Seed quality of high protein corn lines in low input and conventional farming systems
Goggi, A. Susana
Goggi, A. Susana
Seed quality is a major issue for crop establishment especially in low input farming systems, where varieties often grow under more stressful conditions than in conventional farming systems. Corn (Zea mays L.) seed for organic (low input) production will eventually need to be grown organically, thus research is needed to ensure excellent seed quality in organic corn seed production. The objective of this study was to compare seed quality and composition differences between a group of high protein corn genotypes grown under low input and conventional farming systems, and to compare the relative seed quality of these genotypes to two well known inbreds, B73 or Mo17. Twenty high protein breeding genotypes were planted during two growing seasons in conventional and organic nurseries near Ames, Iowa, to produce seeds for laboratory tests. The germination, saturated cold, accelerated aging, and soak test percentages of seeds produced organically were 5 to 11% lower than for seeds produced conventionally. Protein, measured by near-infrared reflectance, was unaffected by the production location, but the oil content of seeds produced organically was significantly higher (between 0.2 and 0.3% higher) than in the conventional system. Location by genotype interactions for most tests were non significant both years, indicating that genotypes selected for high seed quality in a conventional system will also have high seed quality when grown in a low input, organic system.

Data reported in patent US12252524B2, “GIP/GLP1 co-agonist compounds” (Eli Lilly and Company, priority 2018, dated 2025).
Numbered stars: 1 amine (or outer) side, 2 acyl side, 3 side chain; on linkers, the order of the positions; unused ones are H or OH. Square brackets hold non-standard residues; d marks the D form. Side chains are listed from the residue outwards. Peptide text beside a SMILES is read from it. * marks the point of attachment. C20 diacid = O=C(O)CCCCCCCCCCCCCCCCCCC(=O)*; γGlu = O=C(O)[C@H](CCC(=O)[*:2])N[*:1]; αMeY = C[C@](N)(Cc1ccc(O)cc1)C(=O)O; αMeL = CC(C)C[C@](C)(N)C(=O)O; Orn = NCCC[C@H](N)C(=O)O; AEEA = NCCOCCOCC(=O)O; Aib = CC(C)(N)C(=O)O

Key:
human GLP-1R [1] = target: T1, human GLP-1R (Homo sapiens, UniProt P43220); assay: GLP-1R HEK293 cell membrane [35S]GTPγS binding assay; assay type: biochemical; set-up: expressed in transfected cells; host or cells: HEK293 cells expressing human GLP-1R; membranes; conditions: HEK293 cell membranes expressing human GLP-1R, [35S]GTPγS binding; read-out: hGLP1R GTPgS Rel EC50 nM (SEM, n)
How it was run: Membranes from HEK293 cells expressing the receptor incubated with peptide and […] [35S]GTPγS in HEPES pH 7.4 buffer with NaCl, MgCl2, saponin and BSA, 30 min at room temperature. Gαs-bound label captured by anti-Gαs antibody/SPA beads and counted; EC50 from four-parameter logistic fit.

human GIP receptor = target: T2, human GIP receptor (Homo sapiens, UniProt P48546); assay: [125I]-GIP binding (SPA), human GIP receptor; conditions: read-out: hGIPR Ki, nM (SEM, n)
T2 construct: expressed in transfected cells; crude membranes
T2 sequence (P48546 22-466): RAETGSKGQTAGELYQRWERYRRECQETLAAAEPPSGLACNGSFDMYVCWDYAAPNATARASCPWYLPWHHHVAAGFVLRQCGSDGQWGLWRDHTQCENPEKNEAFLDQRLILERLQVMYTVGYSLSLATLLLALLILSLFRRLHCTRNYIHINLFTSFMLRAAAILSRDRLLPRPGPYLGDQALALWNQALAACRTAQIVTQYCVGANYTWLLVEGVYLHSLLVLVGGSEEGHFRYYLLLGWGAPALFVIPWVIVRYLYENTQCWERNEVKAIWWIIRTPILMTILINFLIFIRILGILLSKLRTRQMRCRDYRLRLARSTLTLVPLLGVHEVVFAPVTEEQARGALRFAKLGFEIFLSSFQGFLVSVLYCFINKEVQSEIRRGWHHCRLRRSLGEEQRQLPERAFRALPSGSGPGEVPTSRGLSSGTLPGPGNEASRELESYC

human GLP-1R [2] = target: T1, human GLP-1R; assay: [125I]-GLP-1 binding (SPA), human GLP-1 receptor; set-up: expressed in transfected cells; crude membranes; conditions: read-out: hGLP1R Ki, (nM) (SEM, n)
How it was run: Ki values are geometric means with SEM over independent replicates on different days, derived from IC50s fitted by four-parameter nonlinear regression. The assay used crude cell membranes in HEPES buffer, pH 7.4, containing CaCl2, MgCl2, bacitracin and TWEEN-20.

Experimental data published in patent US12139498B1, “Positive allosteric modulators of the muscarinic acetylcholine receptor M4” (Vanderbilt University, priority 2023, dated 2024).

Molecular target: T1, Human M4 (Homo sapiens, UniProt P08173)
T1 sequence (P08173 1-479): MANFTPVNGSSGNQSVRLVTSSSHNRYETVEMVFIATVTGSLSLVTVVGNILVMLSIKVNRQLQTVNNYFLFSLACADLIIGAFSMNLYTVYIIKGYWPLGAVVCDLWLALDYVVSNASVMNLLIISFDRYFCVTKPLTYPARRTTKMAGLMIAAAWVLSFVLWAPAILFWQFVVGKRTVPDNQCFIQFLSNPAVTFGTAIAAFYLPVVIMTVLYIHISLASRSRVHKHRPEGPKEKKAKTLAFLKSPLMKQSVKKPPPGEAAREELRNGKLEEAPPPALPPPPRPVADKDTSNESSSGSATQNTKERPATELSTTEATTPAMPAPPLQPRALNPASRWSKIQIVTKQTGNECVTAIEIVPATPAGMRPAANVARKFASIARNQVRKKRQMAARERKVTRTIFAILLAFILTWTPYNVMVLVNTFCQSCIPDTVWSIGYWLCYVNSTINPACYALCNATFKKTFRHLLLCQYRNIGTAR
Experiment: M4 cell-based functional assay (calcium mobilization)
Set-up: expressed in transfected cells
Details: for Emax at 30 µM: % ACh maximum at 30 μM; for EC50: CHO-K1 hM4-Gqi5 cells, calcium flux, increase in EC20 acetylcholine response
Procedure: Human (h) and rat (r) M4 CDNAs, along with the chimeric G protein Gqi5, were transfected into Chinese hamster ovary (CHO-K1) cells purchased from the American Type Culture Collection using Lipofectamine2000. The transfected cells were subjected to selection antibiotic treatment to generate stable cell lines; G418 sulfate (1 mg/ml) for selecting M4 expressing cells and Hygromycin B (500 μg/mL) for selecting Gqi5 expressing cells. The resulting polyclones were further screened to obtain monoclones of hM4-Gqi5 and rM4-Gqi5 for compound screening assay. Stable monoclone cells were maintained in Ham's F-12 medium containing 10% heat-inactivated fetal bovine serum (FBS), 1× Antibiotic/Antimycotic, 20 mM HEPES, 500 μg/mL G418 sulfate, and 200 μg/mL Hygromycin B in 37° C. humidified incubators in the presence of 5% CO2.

This article is published as De Geus, Yara N., A. Susana Goggi, and Linda M. Pollak. "Seed quality of high protein corn lines in low input and conventional farming systems." Agronomy for sustainable development 28, no. 4 (2008): 541-550. doi: 10.1051/agro:2008023.